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FM Diversion and Dam Increases national debt

Fargo Forum Gets It Completely Wrong Again

Fargo Media

It isn’t surprising that the mouthpiece for Fargo Diversion Authority continues to champion Fargo’s cause and get nearly every aspect wrong.

Despite clear and present hurdles in Minnesota state permitting, the Fargo Forum editorial board continues to act like a vapid version of a cheerleaders encouraging the most arrogant, self centered high school clique to plan a high end prom that only the cool kids will be allowed to attend.

This is and will always be why Imperial Fargo – Imperial Cass are reviled as exclusive elitists with a propensity to take what is not theirs and give to those that do not deserve it.

Here is the editorial with commentary:

Forum editorial: Don’t alter diversion board’s structure
Posted on Oct 13, 2014 at 11:40 p.m.

It’s reassuring to see that not every officeholder in Minnesota is eager to pander to the shrill voices of opposition to the Fargo-Moorhead flood diversion coming from entrenched upstream opponents. In the midst of a heated election season, Minnesota’s governor and several legislators have made comments that are counter-productive, including demands that Minnesota be given greater representation on the Diversion Authority board.

 

It is shameful that “certain” Minnesota office holders are willing to pander to needs of Fargo before their own city, county and state.

The Fargo Diversion Authority chose to move defiantly forward with a segment of the overall project prior to Minnesota DNR completely its EIS process during an election year.

Minnesota agencies did their best to communicate towards a productive goal, however, the Fargo Diversion Authority continued to willfully ignore processes that protect Minnesota’s rights and territories until it inevitably reached MN Gov Mark Dayton’s desk.

Zaleski and his crew: By mutual agreement when the authority was formed, North Dakota entities were given seven votes on the governing board and Minnesota entities got two votes. The reasons are simple, sound and warranted: North Dakota is paying monumentally more toward the $1.8 billion project. Fargo and Cass County passed special sales taxes, and North Dakota has pledged to provide its share, a promise backed by appropriations. Minnesota, meanwhile, has given no assurances, to say nothing of appropriations. Think of it as one dollar, one vote.

 

The formation of the authority was anything but mutual, simple, sound and warranted.

The original authority had NO REPRESENTATION from impacted areas downstream or upstream, which is a problem that still exists today. The original authority was never voted upon by the public it is purported to represent. It morphed out of the the Southside Flood Protection Coalition through a process of arbitrary appointments from local governments, excluding representation for those outside the jurisdictional boundaries of Fargo, Moorhead and West Fargo into its current form, assuming powers not truly granted by either Minnesota or North Dakota constitutions.

I personally asked Kevin Campbell at the first meeting held at Bennett Elementary to announce upstream impacts on how my community would be able to have a seat at the table and address impacts they presented to us without our consent.

Campbell’s reply: “It would be up to the rest of the board, there is a financial buy in and you must have taxing authority. Stakeholders make the decisions.”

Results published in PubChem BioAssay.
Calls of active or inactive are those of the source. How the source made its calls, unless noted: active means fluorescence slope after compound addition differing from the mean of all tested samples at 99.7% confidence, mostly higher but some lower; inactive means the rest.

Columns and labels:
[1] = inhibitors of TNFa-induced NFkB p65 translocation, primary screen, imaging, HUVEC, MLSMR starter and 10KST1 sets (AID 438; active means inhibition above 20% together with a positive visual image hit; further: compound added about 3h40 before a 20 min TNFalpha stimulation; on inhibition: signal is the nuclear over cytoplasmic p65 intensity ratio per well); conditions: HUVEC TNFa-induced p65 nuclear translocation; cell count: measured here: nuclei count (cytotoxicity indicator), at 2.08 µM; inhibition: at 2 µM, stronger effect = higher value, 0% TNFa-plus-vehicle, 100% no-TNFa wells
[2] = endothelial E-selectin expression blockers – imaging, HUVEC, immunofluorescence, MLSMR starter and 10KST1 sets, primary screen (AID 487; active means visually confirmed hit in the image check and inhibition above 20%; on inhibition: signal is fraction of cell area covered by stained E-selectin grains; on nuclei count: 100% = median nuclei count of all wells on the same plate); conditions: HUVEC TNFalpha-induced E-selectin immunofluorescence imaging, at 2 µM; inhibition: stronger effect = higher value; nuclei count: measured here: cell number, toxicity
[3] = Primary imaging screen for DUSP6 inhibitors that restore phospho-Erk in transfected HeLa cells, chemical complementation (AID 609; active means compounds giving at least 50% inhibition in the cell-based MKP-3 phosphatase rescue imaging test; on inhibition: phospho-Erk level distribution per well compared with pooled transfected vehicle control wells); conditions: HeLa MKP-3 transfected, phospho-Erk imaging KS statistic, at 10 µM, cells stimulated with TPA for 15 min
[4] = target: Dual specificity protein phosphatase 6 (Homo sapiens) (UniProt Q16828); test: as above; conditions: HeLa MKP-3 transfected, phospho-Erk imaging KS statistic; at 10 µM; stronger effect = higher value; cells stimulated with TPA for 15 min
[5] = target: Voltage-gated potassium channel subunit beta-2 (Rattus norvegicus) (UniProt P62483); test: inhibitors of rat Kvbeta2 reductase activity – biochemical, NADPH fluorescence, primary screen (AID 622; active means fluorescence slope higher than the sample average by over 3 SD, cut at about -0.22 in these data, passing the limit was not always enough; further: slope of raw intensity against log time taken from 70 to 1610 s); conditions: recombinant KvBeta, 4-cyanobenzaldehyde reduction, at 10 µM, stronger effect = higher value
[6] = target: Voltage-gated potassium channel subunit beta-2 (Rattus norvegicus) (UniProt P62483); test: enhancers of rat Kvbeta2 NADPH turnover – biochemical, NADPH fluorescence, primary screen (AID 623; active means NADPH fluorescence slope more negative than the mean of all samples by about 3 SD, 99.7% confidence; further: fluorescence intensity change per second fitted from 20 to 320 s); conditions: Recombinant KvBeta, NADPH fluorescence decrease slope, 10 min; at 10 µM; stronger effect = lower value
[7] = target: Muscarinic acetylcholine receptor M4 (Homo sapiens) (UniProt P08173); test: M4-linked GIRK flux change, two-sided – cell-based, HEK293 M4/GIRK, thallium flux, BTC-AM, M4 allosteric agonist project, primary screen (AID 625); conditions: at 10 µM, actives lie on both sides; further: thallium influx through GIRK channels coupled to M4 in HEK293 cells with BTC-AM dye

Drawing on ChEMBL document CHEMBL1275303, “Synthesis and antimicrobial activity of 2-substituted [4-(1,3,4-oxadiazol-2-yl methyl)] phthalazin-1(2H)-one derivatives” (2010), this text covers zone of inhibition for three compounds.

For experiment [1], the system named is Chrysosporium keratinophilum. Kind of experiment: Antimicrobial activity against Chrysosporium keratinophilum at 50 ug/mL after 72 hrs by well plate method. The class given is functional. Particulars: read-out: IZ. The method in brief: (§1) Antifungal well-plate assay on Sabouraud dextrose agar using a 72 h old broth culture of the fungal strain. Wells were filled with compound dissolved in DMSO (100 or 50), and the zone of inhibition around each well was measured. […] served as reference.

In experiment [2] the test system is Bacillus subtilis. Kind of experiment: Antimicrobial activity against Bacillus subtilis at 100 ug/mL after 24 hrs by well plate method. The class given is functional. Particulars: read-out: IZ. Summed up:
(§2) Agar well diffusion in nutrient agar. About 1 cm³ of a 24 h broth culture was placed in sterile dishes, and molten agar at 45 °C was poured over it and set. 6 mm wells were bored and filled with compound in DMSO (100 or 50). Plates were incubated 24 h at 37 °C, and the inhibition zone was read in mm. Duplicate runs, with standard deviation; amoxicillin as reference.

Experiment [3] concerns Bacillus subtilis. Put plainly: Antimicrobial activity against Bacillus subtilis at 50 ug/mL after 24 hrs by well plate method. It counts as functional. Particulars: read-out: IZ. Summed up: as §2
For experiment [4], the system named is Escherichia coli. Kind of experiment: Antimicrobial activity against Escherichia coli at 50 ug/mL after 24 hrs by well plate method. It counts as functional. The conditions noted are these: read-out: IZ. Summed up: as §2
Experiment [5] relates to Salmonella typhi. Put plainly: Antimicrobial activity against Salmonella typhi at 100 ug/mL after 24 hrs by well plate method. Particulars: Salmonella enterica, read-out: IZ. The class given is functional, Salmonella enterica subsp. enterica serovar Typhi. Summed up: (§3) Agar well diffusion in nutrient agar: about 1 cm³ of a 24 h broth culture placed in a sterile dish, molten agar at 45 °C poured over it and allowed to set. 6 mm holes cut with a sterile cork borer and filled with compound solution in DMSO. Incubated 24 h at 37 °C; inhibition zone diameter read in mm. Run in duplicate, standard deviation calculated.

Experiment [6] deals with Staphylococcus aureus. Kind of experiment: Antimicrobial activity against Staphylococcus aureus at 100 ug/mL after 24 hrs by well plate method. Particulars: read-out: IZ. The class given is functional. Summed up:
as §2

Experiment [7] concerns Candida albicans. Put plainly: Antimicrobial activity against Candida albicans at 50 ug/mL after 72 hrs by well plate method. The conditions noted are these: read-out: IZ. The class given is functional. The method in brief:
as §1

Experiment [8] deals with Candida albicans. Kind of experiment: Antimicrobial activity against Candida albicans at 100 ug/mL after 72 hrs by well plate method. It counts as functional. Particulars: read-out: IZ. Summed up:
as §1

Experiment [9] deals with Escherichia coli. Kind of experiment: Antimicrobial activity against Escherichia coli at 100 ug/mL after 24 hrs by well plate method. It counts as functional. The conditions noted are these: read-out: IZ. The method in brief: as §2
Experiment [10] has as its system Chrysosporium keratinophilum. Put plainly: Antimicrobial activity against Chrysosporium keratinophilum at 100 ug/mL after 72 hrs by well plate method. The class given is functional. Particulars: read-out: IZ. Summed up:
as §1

So I asked: “If the stakeholders make the decisions, why aren’t we included, we definitely have a stake in the matter, your plan completely wipes out our community and I’ve never had a drop of flood water on my land.”

Kevin Campbell: “I mean financial…, monetary stakeholders…, I’m sorry but I really have to catch this person.”

Hmmm…

Isn’t it curious that a MN representative claiming there is a financial stake in the matter did not have Minnesota state funding behind him when he made the statement(s), yet felt he had the exclusive right to determine the futures of those not represented at the table? That’s just one on many reasons Kevin Campbell should NOT be re-elected to the Clay county commission in November.

Yes, Fargo and Cass county passed special sales taxes, however, the editorial board conveniently left out the a key detail that upstream impacts were with held from voters until after the outcome of the tax vote and Fargo’s most recent sales tax vote narrowly passed by only 63 votes.

It would be interesting to see if either sales tax would pass today based on what people know about the project and how unjustly the impacts have been placed.

Zaleski and his crew: At a recent Diversion Authority board meeting, Moorhead City Councilor Nancy Otto and Clay County Commissioner Kevin Campbell were voices of reason and clarity. They provided welcome reminders that Minnesota members of the Diversion Authority board remain firmly committed to the flood protection project – and its governing structure.

 

Shame on Moorhead City Councilor Nancy Otto and Clay County Commissioner Kevin Campbell for abandoning their state law and constituents. They do not have the funding, MN DNR EIS or permit authorization to be advancing the project.

They have not been voices of reason and clarity. On the contrary, they have repeatedly parroted project embellishments to foster continued flood fears despite the construction of considerable permanent flood protection that protect Moorhead residents.

Otto and Campbell have voted in lockstep with the Fargo Diversion Authority to the detriment of Minnesota interests, even after they were made aware that continued behavior on that course would necessitate a change.

The only “welcome reminder” to the Fargo Diversion Authority is that Otto and Campbell like the taste of Fargo kool-aid and prostituted their values for Fargo’s future development area.